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Dozens of South Hall County residents attend Spout Springs Road meeting
6-mile widening project would cost $104 million
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Phyllis Etheridge, a resident of the Spout Springs Road area, gets more information about $104 million Spout Springs Road project from Kevin D. York at a public hearing and open house Thursday at Prince of Peace Catholic Church in Flowery Branch. Residents were able to check out the latest road plans on the 6-mile widening of Spout Springs Road in South Hall. - photo by Erin O. Smith

South Hall residents Frank and Judy Margavio don’t live on Spout Springs Road but sure drive it enough.

“We are interested in where we’ll be going,” Judy said.

That certainly was the case Thursday night with the dozens of other people studying road maps that lined both sides of the room inside Prince of Peace Catholic Church, which is off Spout Springs.

And residents, sometimes pointing at maps, also kept Hall County and Georgia Department of Transportation engineers busy with questions.

The county held the public meeting as another step in a long process to widening Spout Springs from two to four lanes between Hog Mountain Road in Flowery Branch and Thompson Mill Road in Braselton.

Other traffic improvements are planned on Spout Springs between Hog Mountain Road and Interstate 985.

Judy Margavio said she had trouble envisioning how the $104 million project would take place, given that the road not only is crowded with cars, especially at rush hour, but is packed on either side with schools, churches, homes and businesses.

“It looks unbuildable to me,” she said.

But officials are pushing hard with the 6-mile widening project, having completed a draft environmental assessment of the work and drawing closer to right-of-way acquisition.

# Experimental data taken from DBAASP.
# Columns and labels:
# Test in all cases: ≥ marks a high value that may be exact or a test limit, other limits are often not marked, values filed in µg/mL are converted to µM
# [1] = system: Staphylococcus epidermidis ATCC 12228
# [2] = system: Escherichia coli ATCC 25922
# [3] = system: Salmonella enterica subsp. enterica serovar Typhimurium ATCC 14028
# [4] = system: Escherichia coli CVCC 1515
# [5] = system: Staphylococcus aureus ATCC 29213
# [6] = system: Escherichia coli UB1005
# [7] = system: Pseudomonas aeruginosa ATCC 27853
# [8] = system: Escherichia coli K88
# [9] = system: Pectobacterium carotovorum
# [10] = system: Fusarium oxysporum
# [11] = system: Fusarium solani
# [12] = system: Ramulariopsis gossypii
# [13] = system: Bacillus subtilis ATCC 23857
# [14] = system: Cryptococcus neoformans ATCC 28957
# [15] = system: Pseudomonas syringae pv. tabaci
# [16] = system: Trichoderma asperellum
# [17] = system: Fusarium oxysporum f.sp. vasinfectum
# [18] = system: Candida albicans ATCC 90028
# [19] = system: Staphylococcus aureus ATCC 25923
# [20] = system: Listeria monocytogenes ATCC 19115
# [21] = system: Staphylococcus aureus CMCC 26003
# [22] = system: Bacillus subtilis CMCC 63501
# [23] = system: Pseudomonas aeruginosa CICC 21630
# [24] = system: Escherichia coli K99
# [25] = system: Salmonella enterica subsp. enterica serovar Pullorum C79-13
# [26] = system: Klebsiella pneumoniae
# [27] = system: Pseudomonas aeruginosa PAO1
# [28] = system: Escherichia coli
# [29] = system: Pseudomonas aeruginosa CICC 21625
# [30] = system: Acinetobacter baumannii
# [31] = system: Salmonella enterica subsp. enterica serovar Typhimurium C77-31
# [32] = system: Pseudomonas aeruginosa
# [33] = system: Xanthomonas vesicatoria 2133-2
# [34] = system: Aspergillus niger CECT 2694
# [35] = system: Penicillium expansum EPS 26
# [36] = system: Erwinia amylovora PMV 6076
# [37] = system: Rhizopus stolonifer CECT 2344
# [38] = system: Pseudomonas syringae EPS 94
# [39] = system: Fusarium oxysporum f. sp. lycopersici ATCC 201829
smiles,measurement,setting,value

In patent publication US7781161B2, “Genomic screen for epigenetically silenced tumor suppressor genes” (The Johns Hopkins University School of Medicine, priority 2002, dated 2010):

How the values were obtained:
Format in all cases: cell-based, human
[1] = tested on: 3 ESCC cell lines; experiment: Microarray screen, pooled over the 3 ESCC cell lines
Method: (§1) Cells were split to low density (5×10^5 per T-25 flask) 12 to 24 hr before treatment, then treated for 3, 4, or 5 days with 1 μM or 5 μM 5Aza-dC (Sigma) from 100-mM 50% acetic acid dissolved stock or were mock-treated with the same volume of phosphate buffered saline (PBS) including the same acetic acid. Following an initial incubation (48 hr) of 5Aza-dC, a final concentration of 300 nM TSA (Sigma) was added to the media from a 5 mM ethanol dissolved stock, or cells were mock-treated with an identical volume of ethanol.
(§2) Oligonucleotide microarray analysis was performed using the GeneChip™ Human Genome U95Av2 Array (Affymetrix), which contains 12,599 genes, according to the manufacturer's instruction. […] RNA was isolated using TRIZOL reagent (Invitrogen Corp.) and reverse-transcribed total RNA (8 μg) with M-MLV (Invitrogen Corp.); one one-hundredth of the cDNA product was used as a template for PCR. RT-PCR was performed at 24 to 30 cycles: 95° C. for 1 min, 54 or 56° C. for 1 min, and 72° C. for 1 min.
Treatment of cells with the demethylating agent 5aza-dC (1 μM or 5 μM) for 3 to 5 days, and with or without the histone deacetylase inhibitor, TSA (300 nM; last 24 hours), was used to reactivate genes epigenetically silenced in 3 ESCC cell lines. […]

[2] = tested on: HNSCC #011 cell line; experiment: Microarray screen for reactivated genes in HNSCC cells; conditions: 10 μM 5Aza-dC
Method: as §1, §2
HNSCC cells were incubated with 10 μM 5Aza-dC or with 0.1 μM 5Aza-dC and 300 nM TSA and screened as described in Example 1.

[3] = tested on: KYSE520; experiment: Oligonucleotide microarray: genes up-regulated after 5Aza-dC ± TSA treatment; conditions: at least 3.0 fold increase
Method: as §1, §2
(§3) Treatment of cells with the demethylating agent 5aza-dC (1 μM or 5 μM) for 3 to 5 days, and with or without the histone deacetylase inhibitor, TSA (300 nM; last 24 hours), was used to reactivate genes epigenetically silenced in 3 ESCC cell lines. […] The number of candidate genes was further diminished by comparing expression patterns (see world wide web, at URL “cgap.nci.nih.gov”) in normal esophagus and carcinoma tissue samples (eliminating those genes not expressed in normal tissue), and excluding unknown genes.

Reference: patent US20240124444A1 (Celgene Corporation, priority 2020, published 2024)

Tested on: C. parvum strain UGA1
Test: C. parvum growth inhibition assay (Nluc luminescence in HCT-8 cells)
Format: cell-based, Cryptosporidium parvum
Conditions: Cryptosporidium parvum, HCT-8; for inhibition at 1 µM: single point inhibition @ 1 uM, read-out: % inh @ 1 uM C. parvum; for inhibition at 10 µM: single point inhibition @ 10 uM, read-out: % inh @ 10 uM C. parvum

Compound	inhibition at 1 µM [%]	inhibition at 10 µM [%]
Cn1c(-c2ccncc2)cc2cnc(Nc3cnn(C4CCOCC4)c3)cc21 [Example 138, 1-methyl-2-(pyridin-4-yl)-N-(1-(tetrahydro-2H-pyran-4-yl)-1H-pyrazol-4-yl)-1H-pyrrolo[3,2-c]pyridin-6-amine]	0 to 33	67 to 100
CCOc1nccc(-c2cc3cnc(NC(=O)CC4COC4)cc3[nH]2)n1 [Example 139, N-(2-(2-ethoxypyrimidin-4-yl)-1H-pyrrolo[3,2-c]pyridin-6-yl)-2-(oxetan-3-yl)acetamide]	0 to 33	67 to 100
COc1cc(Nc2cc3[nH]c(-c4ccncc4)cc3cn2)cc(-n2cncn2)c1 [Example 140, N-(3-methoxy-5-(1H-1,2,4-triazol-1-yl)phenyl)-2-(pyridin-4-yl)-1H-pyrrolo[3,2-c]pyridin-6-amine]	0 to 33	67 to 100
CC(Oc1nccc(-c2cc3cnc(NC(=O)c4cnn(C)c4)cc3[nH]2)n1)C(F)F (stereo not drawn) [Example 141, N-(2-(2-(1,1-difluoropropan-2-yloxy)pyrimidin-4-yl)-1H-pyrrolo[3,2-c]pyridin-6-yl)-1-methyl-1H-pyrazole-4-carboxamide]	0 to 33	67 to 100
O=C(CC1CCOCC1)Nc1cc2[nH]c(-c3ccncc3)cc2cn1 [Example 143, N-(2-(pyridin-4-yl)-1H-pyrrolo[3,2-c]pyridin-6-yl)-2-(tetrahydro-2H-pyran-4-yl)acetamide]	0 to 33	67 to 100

The county’s proposed extension of the special purpose local option sales tax, which goes before voters March 17, includes $20 million for right of way.

The hearing is a required step in Hall County’s getting final environmental OK from the Federal Highway Administration.

The maps show what has been deemed the “best buildable route, meshing community input from the first (public) meeting with federal environmental law and engineering standards,” said Teri Pope, DOT district spokeswoman.

The first public open house on the project took place in December 2012 at the church.

The Margavios said they particularly are interested in access to Prince of Peace, where they, along with 3,700 other families, are members.

“Right now, we have one way in, one way out,” Frank Margavio said.

Their pastor, Father Eric Hill, said not to worry on that matter. The church is giving up some land so Elizabeth Lane can be straightened to connect with Sterling on the Lake’s entrance, an intersection that will feature a traffic signal.

But the church is working with DOT to ensure Prince of Peace will get access off Elizabeth Lane.

Dave Crumbley, who lives in Reunion Country Club, said he is concerned that current plans don’t call for a traffic light at the vast subdivision’s Spout Springs entrance.

“That’s a big issue,” he said.

But Crumbley said he hopes that closer to the time of the project — which is still years away — another traffic study will show the need, especially with the area’s ever-increasing population and continuing development.

David Phraner, who lives in Deaton Creek subdivision, said his neighborhood isn’t directly impacted by Spout Springs, but it would benefit from the widening project.

“And it’s needed,” he said.

After environmental approval, officials will begin plans for right-of-way acquisition.

Once those plans are approved, officials can “complete appraisals for the property and begin contacting homeowners,” said Jody Woodall, the county’s road projects manager, adding however that “actual offers may still be a little ways off.”

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